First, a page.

Marco Trinchillo: To me, playing live is the ultimate, or almost… I love to get on stage, play and share the experience with the audience. In Italy we are loved, especially in the South – people are extremely enthusiastic and open towards us. In the UK it is more satisfying from a professional point of view, possibly because people seem to be listening more deeply. Also, the equipment and management of the gigs are great, everything is done to make the experience better. We would love to come back to England, we feel Brixton and London, in general, is like our second home musically.
What techniques do you experiment with to get your original sound?
Marco Trinchillo: Even in this regard, the rule is no rules! Like everybody, I suppose we are probably influenced by what we hear, but when we play together or record in the studio, we are totally in our own world, and we don’t care at all what happens outside! Technically we like to taste anything that is new to us, we simply like to have fun.
Take us through a day in the recording studio.
Mattia Mercuriali: Breakfast first! Food is an important thing for all us because we like to taste life together, y’know? Food is always a concern! Then we enter the studio and we basically start with what we planned with the producer. We generally try to record what we have to, as we envisioned it, with the sounds we like. But things can change and they do, a lot! New ideas, new sounds etc – it is an evolving experience. We like to record as near to a live sound as possible, but sometimes, we take things as done from the pre-production version. That’s how it happened with ‘White Slide.’ Parts of the song were already ok, so we took a lot from the first version done by Marco in his studio at home. But we are always moving. For example, the live version of ‘White Slide’ is very different. We just do what we feel is right, basically. The last song on Wolf, called ‘Orata,’ has also been recorded live with the 4 of us simply playing in the studio.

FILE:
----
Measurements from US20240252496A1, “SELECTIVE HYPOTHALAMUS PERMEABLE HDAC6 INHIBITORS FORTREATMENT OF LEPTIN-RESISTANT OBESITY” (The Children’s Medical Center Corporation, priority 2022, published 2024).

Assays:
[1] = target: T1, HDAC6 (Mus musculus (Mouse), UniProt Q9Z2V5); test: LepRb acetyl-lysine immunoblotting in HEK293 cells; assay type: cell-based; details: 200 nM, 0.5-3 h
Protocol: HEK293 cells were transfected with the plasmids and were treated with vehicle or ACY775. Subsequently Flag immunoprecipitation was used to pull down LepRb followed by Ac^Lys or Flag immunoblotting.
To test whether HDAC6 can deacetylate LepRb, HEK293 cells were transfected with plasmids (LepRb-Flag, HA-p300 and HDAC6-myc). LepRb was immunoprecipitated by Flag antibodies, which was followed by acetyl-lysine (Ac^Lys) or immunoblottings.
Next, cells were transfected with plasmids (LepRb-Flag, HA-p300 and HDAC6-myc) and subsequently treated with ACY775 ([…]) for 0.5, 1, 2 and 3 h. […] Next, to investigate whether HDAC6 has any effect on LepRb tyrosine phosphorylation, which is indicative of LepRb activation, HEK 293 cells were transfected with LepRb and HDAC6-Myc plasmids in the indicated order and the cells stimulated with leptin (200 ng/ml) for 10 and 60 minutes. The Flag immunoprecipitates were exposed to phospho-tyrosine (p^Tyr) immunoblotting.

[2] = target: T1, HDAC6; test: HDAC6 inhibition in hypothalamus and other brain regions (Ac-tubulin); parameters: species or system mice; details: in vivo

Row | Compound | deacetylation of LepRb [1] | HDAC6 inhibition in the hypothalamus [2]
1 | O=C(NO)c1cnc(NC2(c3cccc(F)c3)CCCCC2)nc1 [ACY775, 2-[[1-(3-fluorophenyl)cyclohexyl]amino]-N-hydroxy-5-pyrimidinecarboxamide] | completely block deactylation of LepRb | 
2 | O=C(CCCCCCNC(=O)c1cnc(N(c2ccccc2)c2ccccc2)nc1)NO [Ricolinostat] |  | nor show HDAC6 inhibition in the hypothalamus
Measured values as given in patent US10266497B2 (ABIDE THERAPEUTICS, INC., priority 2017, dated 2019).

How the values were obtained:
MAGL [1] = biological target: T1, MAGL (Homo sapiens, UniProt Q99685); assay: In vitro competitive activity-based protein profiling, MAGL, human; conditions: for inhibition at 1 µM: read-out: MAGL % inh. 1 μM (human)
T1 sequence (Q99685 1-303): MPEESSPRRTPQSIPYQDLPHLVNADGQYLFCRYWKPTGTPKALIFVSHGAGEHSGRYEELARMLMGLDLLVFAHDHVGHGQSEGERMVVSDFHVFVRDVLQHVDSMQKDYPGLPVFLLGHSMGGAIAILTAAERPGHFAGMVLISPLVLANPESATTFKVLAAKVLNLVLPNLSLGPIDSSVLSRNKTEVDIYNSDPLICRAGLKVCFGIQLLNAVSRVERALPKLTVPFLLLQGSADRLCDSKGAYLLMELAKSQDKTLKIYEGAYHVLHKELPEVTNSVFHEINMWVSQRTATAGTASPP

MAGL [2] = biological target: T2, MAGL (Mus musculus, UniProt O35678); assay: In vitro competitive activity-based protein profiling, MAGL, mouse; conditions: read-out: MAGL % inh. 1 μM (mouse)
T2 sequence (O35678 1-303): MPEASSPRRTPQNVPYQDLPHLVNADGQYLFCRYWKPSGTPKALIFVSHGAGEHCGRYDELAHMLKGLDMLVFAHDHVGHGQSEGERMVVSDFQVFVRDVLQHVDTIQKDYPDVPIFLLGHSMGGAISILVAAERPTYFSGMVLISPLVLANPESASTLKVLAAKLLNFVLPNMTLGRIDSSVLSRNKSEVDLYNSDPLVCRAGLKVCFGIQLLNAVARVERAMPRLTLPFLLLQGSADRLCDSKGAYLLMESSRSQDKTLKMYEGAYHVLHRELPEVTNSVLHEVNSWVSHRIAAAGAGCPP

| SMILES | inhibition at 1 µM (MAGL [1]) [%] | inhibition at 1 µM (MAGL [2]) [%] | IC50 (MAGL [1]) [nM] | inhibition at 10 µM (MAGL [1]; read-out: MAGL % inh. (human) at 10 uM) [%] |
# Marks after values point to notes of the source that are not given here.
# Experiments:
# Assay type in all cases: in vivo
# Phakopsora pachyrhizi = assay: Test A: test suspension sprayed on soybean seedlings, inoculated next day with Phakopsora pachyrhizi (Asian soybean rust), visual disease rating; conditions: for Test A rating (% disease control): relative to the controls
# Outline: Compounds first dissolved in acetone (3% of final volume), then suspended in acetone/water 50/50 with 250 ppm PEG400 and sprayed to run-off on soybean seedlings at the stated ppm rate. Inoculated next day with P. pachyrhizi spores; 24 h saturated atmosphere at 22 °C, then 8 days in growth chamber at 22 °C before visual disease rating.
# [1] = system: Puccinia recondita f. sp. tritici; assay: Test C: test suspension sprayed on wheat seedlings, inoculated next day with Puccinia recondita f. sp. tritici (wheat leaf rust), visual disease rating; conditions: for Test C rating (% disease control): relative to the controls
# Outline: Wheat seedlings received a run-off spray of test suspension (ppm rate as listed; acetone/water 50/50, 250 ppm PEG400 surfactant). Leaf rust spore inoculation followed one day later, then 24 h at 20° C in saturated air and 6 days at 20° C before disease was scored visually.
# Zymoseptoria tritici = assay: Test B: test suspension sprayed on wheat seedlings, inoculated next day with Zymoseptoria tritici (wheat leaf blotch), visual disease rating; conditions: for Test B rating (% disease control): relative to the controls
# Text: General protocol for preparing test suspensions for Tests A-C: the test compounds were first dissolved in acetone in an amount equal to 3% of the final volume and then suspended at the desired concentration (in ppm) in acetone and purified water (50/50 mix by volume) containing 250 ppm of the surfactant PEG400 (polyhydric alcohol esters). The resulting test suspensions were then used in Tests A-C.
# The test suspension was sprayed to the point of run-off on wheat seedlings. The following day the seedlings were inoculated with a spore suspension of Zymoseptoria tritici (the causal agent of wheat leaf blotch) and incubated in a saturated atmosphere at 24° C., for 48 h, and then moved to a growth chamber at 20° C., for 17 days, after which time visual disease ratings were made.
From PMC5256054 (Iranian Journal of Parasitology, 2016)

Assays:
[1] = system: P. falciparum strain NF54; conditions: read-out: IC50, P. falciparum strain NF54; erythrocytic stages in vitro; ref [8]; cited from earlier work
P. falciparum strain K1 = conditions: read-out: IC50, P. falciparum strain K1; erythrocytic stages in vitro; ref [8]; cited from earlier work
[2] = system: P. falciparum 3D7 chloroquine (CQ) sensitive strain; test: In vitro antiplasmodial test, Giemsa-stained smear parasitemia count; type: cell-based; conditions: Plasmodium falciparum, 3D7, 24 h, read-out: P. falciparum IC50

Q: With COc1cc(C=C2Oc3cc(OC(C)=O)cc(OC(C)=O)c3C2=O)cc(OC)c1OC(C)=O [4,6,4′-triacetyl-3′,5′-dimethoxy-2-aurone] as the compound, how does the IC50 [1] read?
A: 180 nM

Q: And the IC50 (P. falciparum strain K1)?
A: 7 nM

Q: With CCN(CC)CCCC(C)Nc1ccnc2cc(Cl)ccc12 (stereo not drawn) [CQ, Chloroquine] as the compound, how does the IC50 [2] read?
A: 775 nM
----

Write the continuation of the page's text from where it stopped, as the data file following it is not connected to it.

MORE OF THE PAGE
After a full day in the studio, of course, it is dinner time! We enjoy being together around a table with good food and wine!
Was there a specific moment in your life where you thought, “This is what I want to do?”
Marco Trinchillo: Christmas 1986. I was 6 years old and I asked Santa for a guitar because I knew that asking for a drumkit would have been too much. I received a classical guitar, although I actually didn’t play it until my teens! In the meantime, I started playing pots with my mother’s wooden spoons. There was always music in my house, my father was always listening to music of any kind!